LIBERTY, Mo. — As the population grows and technology changes, Clay County leaders are asking voters to approve a new fee to fund the 911 system.

Proposition A on the Nov. 7 ballot asks if Clay County can impose a $1 monthly fee on any wireless device capable of calling 911.

“As a county person, I can’t advocate for it,” Clay County Sheriff’s Office Public Relations Manager Sarah Boyd said.

Boyd says Sheriff Will Akin wants people to vote yes on the issue, though. She says 911 is a vital source of connection someone can get in a time when they need it the most.

“I think he’s concerned that there may not be the funding for that in the future,” Boyd said of Akin’s beliefs.

“Those costs are going up about 7% annually. If this doesn’t pass, he’s concerned about where the money will have to come from to continue to pay the bill for it. We’re going to keep paying that bill, but where will the money come from? Will it come out of public safety? Will it come out of roads and bridges? Will it come out of parks? It’s going to have to come out from somewhere.”

Currently, the county raises its funding for the local 911 system with a tax on landline phones. That was implemented in 1993.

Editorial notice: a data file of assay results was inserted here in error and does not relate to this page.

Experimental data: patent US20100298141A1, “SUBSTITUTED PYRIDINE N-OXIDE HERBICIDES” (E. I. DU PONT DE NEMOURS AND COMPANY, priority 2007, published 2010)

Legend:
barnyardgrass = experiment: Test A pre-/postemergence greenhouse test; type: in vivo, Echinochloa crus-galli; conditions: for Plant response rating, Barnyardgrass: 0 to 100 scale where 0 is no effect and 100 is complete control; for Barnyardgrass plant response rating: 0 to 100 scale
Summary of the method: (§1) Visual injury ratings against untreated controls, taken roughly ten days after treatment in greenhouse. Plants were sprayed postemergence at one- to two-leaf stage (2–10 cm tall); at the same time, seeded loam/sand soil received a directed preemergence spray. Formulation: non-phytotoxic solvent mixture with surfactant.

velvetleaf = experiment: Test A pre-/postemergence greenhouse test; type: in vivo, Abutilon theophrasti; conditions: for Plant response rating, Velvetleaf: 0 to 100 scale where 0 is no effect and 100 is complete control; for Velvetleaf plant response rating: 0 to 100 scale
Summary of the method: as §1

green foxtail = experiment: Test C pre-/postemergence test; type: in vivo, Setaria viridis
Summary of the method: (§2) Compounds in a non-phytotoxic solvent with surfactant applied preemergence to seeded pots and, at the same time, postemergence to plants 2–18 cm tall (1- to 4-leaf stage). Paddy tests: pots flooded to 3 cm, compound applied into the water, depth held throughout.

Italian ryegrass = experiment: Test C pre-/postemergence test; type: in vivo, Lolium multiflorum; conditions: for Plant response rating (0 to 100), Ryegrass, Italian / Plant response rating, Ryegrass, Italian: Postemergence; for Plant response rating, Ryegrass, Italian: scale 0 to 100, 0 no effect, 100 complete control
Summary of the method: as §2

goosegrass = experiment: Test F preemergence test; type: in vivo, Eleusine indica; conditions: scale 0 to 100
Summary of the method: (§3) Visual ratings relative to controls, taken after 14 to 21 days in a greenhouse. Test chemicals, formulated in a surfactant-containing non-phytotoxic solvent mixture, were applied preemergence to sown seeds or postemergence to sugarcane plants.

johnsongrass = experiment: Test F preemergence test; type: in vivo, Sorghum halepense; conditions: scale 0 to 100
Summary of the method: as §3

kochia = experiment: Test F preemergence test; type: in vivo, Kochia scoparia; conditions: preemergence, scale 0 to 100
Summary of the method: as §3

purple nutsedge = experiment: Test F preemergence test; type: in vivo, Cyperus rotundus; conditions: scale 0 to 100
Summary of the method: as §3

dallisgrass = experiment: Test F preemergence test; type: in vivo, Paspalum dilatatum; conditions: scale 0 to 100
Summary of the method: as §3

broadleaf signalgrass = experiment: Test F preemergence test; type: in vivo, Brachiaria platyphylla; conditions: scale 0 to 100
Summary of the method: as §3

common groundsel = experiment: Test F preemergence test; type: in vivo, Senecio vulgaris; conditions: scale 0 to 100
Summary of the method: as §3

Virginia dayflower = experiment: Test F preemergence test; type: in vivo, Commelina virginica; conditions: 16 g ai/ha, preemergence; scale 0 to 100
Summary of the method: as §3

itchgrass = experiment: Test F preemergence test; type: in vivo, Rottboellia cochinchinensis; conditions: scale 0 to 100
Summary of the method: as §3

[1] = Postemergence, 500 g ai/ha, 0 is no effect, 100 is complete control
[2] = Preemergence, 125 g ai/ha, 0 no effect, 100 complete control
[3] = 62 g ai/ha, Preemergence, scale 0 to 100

But as the number of landlines in Clay County — and across the country — declines, the county said it has been pulling money from other sources to cover the cost.

This year, Clay County will pay over $1.1 million for its portion of the emergency communications system, managed by the Mid-America Regional Council.

The regional 911 service covers 11 counties, and each county’s costs are based on population. As Clay County’s population grows, its costs for emergency communications has grown as well.

Clay County resident Jackie Schiller said she’d vote yes on this issue in November.

“Clay County is growing so rapidly that they need security as far as protection for something like 9-1-1,” Schiller said.

But fees from landline phones only cover about $218,000 of the $1.1 million in 911 costs, according to the sheriff’s department.

“So, there’s an $850,000 deficit at least, and I think that’s grown since we started putting out information about it,” Boyd said.

Meanwhile, 80% of 911 calls in Clay County came from wireless devices in 2022.

That’s why the Clay County Commission has placed a question on the Nov. 7 ballot, asking voters to approve a $1 monthly fee on wireless devices.

Officials said the fee would appear on your phone bill if it’s issued to a Clay County address.

Additionally, if voters approve the fee for wireless devices, ballot language says the 911 charge for landlines will be eliminated.

Clay County leaders said the monthly fee will also allow them to implement new technology that will better locate 911 callers, allow dispatchers to accept videos and photos, and more.

Any surplus revenue from the fee would go to maintaining and upgrading dispatch centers.

Akin’s also holding two upcoming town hall meetings about Proposition A. One’s Wednesday, Oct. 25, at the North Oak Branch of the Mid-Continent Public Library from 6 to 7 p.m. The other’s on Thursday, November 2nd from 6 to 7 p.m. at the Woodneath Branch of the Mid-Continent Public Library.